The best part of this sequel is seeing all the old gang back together again. After spending 50-60+ hours getting to know them in the first title, it’s nice to catch up and see the likes of Alvin, Rowen and Milla back in action. The writing, voice acting and animations perfectly recapture the original sense of the characters, so if you’ve already played Tales of Xillia, you’ll immediately feel right at home. While it’s not absolutely necessary to play the first TOX (since this does have a new and separate plotline), there are quite a few references and nods back to the first title, and you’d probably miss out on a great deal of the significance without already having the foreknowledge. In short, I wouldn’t recommend diving into this one without first playing the original Tales of Xillia.
And therein lies the rub: Without the prior experience of the first game, you won’t be able to get as much out of this; but if you’ve already played the first game, you might not be as enthused about spending another 50-60 hours in the same settings with the same company. A major issue with TOX 2 is that it completely reuses elements from the original. Trudging through the same environments and facing identical enemy models to the tunes of familiar musical tracks may leave you feeling a sense of deja vu. There were even times when I forgot I was playing a sequel at all, it’s so similar.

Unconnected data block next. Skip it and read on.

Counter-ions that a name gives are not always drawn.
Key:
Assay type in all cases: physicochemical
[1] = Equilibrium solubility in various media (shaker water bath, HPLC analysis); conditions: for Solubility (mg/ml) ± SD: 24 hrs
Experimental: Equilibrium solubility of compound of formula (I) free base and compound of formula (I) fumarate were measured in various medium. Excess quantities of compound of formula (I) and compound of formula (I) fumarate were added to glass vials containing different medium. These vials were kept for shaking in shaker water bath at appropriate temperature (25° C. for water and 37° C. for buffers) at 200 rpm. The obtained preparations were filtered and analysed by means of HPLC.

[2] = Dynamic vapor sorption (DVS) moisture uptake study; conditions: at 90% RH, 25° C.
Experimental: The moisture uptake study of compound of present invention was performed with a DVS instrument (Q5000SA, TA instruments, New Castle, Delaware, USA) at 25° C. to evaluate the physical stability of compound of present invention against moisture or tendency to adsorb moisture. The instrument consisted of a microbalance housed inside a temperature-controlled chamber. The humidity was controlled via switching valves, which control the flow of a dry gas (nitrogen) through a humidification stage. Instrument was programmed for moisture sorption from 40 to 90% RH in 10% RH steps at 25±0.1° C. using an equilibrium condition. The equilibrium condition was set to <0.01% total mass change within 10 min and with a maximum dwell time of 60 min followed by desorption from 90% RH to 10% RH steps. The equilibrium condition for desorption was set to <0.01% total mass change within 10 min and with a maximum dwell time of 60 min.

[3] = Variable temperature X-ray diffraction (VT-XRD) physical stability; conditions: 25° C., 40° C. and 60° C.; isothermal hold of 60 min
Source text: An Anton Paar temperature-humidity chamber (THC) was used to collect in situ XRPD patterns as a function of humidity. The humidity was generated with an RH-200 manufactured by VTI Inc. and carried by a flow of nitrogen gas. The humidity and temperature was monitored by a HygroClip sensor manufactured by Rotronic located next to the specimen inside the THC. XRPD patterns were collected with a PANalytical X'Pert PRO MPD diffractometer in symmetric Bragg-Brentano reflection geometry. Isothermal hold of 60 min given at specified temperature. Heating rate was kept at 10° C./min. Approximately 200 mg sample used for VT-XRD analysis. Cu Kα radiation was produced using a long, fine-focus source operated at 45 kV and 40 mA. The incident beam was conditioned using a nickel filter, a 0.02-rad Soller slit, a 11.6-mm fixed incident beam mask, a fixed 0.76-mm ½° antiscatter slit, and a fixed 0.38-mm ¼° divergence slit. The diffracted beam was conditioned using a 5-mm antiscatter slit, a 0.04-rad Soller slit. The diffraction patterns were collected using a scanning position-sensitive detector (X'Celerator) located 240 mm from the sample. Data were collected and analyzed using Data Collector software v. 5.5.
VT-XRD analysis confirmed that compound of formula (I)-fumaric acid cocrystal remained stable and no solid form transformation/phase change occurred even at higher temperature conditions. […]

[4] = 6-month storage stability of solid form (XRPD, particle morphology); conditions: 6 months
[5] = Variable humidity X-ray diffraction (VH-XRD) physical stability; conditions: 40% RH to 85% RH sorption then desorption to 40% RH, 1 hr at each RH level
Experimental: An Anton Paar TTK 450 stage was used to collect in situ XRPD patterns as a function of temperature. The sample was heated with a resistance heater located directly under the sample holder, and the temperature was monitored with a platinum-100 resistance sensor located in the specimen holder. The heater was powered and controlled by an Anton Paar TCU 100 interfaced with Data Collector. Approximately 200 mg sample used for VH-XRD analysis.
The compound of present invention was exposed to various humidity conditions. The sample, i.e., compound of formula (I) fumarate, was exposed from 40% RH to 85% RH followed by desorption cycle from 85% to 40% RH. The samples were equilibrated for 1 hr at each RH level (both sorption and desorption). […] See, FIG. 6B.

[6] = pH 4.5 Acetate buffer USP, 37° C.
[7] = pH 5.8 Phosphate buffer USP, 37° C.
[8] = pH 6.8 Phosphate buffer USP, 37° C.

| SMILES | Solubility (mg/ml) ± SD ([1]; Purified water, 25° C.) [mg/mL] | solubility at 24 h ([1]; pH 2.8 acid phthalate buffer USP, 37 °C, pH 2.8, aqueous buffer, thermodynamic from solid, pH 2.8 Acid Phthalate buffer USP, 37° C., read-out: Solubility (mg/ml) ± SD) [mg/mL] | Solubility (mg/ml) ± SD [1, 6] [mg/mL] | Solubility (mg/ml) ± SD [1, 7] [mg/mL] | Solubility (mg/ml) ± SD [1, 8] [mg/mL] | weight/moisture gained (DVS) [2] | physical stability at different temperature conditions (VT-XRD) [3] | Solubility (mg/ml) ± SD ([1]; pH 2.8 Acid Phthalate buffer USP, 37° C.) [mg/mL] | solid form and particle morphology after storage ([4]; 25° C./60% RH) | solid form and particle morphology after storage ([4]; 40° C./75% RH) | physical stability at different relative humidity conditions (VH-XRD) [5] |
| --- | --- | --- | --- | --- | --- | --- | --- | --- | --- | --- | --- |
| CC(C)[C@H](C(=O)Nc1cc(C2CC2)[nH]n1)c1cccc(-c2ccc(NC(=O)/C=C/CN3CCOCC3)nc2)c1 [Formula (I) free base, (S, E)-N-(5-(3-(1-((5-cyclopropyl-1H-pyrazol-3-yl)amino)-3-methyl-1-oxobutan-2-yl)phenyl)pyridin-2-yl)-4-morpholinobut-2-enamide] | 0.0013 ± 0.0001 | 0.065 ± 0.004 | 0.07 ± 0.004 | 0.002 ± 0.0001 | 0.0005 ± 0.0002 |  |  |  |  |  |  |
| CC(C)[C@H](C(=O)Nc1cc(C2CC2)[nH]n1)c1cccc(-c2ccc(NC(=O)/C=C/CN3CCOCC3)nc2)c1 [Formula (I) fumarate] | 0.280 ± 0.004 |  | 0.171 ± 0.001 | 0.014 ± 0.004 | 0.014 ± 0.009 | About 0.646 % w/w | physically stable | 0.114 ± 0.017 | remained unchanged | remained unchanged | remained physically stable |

Before you walk away thinking this is simply DLC dressed up as a sequel, let me first go into some of the new elements that TOX 2 brings to the table. The most notable change is the use of a silent protagonist. With the minor exception of a few grunts and nods, Ludger remains a mute character, allowing for you to select his responses in conversation. Similar to games like The Walking Dead and Persona 4, Ludger’s responses will affect his relationships with the people around him and even alter the path of the plot. While I like the way this conversation system helps break up some of the more lengthy cut scenes, there were times that Ludger’s lack of speech came off as noticeably awkward. You can only be in the same room with a guy who doesn’t talk for so long before you start to wonder about him.